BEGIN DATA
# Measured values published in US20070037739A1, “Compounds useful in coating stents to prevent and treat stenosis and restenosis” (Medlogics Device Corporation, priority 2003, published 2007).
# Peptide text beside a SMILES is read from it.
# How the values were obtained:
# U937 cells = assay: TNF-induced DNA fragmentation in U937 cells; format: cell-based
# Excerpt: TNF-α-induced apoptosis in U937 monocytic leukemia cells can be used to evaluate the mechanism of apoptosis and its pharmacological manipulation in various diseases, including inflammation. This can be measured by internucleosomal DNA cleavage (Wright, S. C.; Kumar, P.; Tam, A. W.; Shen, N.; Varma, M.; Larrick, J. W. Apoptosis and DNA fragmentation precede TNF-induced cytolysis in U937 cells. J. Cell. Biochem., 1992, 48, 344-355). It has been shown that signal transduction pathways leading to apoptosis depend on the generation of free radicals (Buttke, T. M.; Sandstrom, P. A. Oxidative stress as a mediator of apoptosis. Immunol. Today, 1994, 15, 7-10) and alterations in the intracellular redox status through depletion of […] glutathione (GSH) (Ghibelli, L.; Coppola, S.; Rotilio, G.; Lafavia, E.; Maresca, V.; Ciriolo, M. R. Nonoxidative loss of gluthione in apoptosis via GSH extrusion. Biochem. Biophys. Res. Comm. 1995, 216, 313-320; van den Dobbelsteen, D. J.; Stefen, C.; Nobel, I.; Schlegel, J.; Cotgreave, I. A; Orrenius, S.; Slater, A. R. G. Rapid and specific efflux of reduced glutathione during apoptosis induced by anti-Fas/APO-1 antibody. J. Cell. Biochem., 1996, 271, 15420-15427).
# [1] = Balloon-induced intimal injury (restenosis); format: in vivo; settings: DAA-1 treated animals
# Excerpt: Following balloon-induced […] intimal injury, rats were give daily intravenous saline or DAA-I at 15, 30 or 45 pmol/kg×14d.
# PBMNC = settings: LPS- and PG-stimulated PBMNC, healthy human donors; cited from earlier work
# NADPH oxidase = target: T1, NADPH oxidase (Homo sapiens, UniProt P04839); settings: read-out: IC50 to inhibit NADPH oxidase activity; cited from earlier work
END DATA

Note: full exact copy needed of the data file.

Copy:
# Measured values published in US20070037739A1, “Compounds useful in coating stents to prevent and treat stenosis and restenosis” (Medlogics Device Corporation, priority 2003, published 2007).
# Peptide text beside a SMILES is read from it.
# How the values were obtained:
# U937 cells = assay: TNF-induced DNA fragmentation in U937 cells; format: cell-based
# Excerpt: TNF-α-induced apoptosis in U937 monocytic leukemia cells can be used to evaluate the mechanism of apoptosis and its pharmacological manipulation in various diseases, including inflammation. This can be measured by internucleosomal DNA cleavage (Wright, S. C.; Kumar, P.; Tam, A. W.; Shen, N.; Varma, M.; Larrick, J. W. Apoptosis and DNA fragmentation precede TNF-induced cytolysis in U937 cells. J. Cell. Biochem., 1992, 48, 344-355). It has been shown that signal transduction pathways leading to apoptosis depend on the generation of free radicals (Buttke, T. M.; Sandstrom, P. A. Oxidative stress as a mediator of apoptosis. Immunol. Today, 1994, 15, 7-10) and alterations in the intracellular redox status through depletion of […] glutathione (GSH) (Ghibelli, L.; Coppola, S.; Rotilio, G.; Lafavia, E.; Maresca, V.; Ciriolo, M. R. Nonoxidative loss of gluthione in apoptosis via GSH extrusion. Biochem. Biophys. Res. Comm. 1995, 216, 313-320; van den Dobbelsteen, D. J.; Stefen, C.; Nobel, I.; Schlegel, J.; Cotgreave, I. A; Orrenius, S.; Slater, A. R. G. Rapid and specific efflux of reduced glutathione during apoptosis induced by anti-Fas/APO-1 antibody. J. Cell. Biochem., 1996, 271, 15420-15427).
# [1] = Balloon-induced intimal injury (restenosis); format: in vivo; settings: DAA-1 treated animals
# Excerpt: Following balloon-induced […] intimal injury, rats were give daily intravenous saline or DAA-I at 15, 30 or 45 pmol/kg×14d.
# PBMNC = settings: LPS- and PG-stimulated PBMNC, healthy human donors; cited from earlier work
# NADPH oxidase = target: T1, NADPH oxidase (Homo sapiens, UniProt P04839); settings: read-out: IC50 to inhibit NADPH oxidase activity; cited from earlier work